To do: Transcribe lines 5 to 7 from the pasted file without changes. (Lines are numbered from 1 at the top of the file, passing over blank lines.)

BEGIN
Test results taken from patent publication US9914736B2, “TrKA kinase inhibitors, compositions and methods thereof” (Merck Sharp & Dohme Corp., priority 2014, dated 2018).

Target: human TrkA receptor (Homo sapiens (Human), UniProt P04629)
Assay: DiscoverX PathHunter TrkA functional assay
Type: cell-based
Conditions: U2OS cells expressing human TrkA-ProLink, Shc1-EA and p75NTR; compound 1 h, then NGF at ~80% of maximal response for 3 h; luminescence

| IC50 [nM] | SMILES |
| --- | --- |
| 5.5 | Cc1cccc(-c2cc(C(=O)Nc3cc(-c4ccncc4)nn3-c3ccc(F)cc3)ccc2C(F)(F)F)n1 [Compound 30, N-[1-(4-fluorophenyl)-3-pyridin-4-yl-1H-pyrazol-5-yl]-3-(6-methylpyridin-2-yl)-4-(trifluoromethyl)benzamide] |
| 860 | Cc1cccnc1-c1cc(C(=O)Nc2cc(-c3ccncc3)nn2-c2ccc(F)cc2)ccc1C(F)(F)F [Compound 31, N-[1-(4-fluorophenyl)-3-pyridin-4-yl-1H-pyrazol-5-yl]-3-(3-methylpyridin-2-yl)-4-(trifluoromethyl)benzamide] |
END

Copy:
Conditions: U2OS cells expressing human TrkA-ProLink, Shc1-EA and p75NTR; compound 1 h, then NGF at ~80% of maximal response for 3 h; luminescence

| IC50 [nM] | SMILES |
| --- | --- |